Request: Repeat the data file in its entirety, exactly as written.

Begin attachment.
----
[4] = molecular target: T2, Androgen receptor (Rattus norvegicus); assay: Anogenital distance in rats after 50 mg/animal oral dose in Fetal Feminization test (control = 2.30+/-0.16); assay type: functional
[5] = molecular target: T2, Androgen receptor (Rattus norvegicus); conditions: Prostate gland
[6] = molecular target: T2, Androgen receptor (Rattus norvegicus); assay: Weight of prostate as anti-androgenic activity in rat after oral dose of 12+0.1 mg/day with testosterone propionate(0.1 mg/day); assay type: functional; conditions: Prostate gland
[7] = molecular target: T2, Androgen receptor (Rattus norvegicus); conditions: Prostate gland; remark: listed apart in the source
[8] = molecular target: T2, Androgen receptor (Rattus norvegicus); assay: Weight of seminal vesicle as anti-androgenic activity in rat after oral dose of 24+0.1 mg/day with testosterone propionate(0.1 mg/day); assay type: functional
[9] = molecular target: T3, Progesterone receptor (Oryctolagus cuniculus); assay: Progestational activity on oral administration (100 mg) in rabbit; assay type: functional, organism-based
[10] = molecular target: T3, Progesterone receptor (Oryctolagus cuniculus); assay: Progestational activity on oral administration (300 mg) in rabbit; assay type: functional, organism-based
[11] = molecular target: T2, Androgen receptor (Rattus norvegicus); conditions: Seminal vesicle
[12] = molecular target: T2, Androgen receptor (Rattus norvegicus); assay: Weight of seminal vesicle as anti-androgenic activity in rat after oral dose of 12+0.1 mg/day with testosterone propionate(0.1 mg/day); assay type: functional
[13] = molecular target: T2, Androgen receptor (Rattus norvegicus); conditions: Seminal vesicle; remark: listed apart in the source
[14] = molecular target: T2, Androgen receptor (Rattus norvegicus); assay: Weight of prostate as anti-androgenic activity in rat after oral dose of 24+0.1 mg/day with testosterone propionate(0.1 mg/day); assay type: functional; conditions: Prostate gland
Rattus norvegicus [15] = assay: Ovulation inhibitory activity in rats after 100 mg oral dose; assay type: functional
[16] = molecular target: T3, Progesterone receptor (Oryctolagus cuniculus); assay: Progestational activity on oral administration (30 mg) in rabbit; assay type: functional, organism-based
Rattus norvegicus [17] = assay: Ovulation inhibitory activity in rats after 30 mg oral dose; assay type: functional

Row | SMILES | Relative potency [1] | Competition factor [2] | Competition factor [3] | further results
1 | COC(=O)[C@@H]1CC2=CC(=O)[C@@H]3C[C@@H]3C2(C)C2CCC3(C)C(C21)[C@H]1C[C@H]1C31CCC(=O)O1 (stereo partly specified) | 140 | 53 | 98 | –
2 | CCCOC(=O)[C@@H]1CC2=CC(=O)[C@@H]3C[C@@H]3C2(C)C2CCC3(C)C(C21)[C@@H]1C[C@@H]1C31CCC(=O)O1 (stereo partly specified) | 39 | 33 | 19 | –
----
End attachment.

[4] = molecular target: T2, Androgen receptor (Rattus norvegicus); assay: Anogenital distance in rats after 50 mg/animal oral dose in Fetal Feminization test (control = 2.30+/-0.16); assay type: functional
[5] = molecular target: T2, Androgen receptor (Rattus norvegicus); conditions: Prostate gland
[6] = molecular target: T2, Androgen receptor (Rattus norvegicus); assay: Weight of prostate as anti-androgenic activity in rat after oral dose of 12+0.1 mg/day with testosterone propionate(0.1 mg/day); assay type: functional; conditions: Prostate gland
[7] = molecular target: T2, Androgen receptor (Rattus norvegicus); conditions: Prostate gland; remark: listed apart in the source
[8] = molecular target: T2, Androgen receptor (Rattus norvegicus); assay: Weight of seminal vesicle as anti-androgenic activity in rat after oral dose of 24+0.1 mg/day with testosterone propionate(0.1 mg/day); assay type: functional
[9] = molecular target: T3, Progesterone receptor (Oryctolagus cuniculus); assay: Progestational activity on oral administration (100 mg) in rabbit; assay type: functional, organism-based
[10] = molecular target: T3, Progesterone receptor (Oryctolagus cuniculus); assay: Progestational activity on oral administration (300 mg) in rabbit; assay type: functional, organism-based
[11] = molecular target: T2, Androgen receptor (Rattus norvegicus); conditions: Seminal vesicle
[12] = molecular target: T2, Androgen receptor (Rattus norvegicus); assay: Weight of seminal vesicle as anti-androgenic activity in rat after oral dose of 12+0.1 mg/day with testosterone propionate(0.1 mg/day); assay type: functional
[13] = molecular target: T2, Androgen receptor (Rattus norvegicus); conditions: Seminal vesicle; remark: listed apart in the source
[14] = molecular target: T2, Androgen receptor (Rattus norvegicus); assay: Weight of prostate as anti-androgenic activity in rat after oral dose of 24+0.1 mg/day with testosterone propionate(0.1 mg/day); assay type: functional; conditions: Prostate gland
Rattus norvegicus [15] = assay: Ovulation inhibitory activity in rats after 100 mg oral dose; assay type: functional
[16] = molecular target: T3, Progesterone receptor (Oryctolagus cuniculus); assay: Progestational activity on oral administration (30 mg) in rabbit; assay type: functional, organism-based
Rattus norvegicus [17] = assay: Ovulation inhibitory activity in rats after 30 mg oral dose; assay type: functional

Row | SMILES | Relative potency [1] | Competition factor [2] | Competition factor [3] | further results
1 | COC(=O)[C@@H]1CC2=CC(=O)[C@@H]3C[C@@H]3C2(C)C2CCC3(C)C(C21)[C@H]1C[C@H]1C31CCC(=O)O1 (stereo partly specified) | 140 | 53 | 98 | –
2 | CCCOC(=O)[C@@H]1CC2=CC(=O)[C@@H]3C[C@@H]3C2(C)C2CCC3(C)C(C21)[C@@H]1C[C@@H]1C31CCC(=O)O1 (stereo partly specified) | 39 | 33 | 19 | –